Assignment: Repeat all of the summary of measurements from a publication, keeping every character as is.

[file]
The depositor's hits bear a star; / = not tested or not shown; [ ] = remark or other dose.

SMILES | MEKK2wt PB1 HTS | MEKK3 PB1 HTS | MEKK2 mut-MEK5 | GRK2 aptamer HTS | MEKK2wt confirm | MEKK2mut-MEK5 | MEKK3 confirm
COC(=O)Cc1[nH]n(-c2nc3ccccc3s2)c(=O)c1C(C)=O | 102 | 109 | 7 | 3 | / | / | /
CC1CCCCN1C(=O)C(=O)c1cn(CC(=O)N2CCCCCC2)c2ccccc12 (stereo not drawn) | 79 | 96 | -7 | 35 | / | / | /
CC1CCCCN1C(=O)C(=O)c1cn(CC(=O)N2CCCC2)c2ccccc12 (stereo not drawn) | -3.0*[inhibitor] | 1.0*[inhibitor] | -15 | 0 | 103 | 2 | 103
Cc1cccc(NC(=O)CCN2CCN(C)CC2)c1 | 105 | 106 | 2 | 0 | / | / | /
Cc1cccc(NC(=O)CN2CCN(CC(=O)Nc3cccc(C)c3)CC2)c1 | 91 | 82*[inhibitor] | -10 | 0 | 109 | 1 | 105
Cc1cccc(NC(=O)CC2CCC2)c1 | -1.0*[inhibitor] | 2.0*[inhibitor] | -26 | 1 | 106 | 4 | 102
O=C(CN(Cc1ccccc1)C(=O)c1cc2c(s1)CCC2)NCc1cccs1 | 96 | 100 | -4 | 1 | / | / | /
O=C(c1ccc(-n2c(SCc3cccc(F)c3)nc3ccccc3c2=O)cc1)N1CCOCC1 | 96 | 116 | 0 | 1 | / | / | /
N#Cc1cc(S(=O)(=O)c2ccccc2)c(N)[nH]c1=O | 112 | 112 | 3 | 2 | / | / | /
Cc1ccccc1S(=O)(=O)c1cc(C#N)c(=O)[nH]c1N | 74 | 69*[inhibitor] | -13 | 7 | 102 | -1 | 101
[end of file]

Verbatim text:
The depositor's hits bear a star; / = not tested or not shown; [ ] = remark or other dose.

SMILES | MEKK2wt PB1 HTS | MEKK3 PB1 HTS | MEKK2 mut-MEK5 | GRK2 aptamer HTS | MEKK2wt confirm | MEKK2mut-MEK5 | MEKK3 confirm
COC(=O)Cc1[nH]n(-c2nc3ccccc3s2)c(=O)c1C(C)=O | 102 | 109 | 7 | 3 | / | / | /
CC1CCCCN1C(=O)C(=O)c1cn(CC(=O)N2CCCCCC2)c2ccccc12 (stereo not drawn) | 79 | 96 | -7 | 35 | / | / | /
CC1CCCCN1C(=O)C(=O)c1cn(CC(=O)N2CCCC2)c2ccccc12 (stereo not drawn) | -3.0*[inhibitor] | 1.0*[inhibitor] | -15 | 0 | 103 | 2 | 103
Cc1cccc(NC(=O)CCN2CCN(C)CC2)c1 | 105 | 106 | 2 | 0 | / | / | /
Cc1cccc(NC(=O)CN2CCN(CC(=O)Nc3cccc(C)c3)CC2)c1 | 91 | 82*[inhibitor] | -10 | 0 | 109 | 1 | 105
Cc1cccc(NC(=O)CC2CCC2)c1 | -1.0*[inhibitor] | 2.0*[inhibitor] | -26 | 1 | 106 | 4 | 102
O=C(CN(Cc1ccccc1)C(=O)c1cc2c(s1)CCC2)NCc1cccs1 | 96 | 100 | -4 | 1 | / | / | /
O=C(c1ccc(-n2c(SCc3cccc(F)c3)nc3ccccc3c2=O)cc1)N1CCOCC1 | 96 | 116 | 0 | 1 | / | / | /
N#Cc1cc(S(=O)(=O)c2ccccc2)c(N)[nH]c1=O | 112 | 112 | 3 | 2 | / | / | /
Cc1ccccc1S(=O)(=O)c1cc(C#N)c(=O)[nH]c1N | 74 | 69*[inhibitor] | -13 | 7 | 102 | -1 | 101